Dan Ellis : Resources : Matlab :

PLP and RASTA (and MFCC, and inversion) in Matlab
using melfcc.m and invmelfcc.m


One of the first decisions in any pattern recognition system is the choice of what features to use: How exactly to represent the basic signal that is to be classified, in order to make the classification algorithm's job easiest.

Speech recognition is a typical example. Through more than 30 years of recognizer research, many different feature representations of the speech signal have been suggested and tried. The most popular feature representation currently used is the Mel-frequency Cepstral Coefficients or MFCC.

Another popular speech feature representation is known as RASTA-PLP, an acronym for Relative Spectral Transform - Perceptual Linear Prediction. PLP was originally proposed by Hynek Hermansky as a way of warping spectra to minimize the differences between speakers while preserving the important speech information [Herm90]. RASTA is a separate technique that applies a band-pass filter to the energy in each frequency subband in order to smooth over short-term noise variations and to remove any constant offset resulting from static spectral coloration in the speech channel e.g. from a telephone line [HermM94].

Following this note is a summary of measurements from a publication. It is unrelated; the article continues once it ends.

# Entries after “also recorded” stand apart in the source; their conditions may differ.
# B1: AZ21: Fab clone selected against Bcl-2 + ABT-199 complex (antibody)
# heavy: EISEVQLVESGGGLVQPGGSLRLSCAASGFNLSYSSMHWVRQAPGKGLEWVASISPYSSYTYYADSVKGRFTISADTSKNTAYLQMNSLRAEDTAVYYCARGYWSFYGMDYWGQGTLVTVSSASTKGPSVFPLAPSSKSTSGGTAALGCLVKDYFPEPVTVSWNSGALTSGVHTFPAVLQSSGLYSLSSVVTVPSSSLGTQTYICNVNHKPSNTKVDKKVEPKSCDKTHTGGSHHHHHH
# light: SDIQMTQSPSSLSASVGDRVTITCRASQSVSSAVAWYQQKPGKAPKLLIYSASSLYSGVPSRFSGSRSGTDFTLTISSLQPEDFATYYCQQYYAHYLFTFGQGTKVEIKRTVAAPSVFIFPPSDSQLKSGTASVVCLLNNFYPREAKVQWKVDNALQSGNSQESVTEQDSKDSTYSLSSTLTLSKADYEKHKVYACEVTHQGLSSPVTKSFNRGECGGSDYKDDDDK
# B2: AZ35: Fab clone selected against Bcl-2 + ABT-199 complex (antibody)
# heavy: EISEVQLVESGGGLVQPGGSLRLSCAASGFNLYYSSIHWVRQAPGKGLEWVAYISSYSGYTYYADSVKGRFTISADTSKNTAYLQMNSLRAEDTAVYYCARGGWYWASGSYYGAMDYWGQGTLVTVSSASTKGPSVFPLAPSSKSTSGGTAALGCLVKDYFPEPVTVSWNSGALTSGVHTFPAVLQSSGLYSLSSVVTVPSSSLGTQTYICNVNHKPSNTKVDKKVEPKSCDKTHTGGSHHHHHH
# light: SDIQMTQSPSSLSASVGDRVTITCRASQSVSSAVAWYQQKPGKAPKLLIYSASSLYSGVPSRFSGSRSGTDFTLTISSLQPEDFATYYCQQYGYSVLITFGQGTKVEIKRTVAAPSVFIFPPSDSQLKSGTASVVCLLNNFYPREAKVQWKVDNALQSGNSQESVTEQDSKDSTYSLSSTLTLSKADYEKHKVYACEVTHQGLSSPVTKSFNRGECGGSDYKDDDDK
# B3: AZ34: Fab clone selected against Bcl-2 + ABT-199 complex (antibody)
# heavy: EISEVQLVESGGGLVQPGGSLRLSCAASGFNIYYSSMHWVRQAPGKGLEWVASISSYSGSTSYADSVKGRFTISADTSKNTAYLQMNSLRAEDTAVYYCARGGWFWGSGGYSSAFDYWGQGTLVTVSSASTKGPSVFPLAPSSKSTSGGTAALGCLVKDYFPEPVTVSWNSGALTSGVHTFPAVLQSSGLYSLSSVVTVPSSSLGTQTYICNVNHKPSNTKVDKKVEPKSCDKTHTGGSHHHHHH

RASTA-PLP is implemented in a number of programs, such as the 'rasta' program, and its enhanced version 'feacalc', which are distributed for Unix as part of the SPRACHcore package. In order to understand the algorithm, however, it's useful to have a simple implementation in Matlab. By using Matlab's primitives for FFT calculation, Levinson-Durbin recursion etc., the Matlab code can be made quite small and transparent.

Mike Shire started this implementation in 1997 while he was a graduate student in Morgan's group at ICSI. I have recently revised and extended his implementation to allow both spectral and cepstral outputs, and to allow independent selection of RASTA and/or PLP processing.

This implementation offers only a few control parameters, namely a switch to select or disable rasta filtering, and an option to set the order of PLP modeling (which disables PLP modeling when set to zero). Other important options, such as the basic window and hop sizes, can easily be altered by editing the relevant routines, if desired.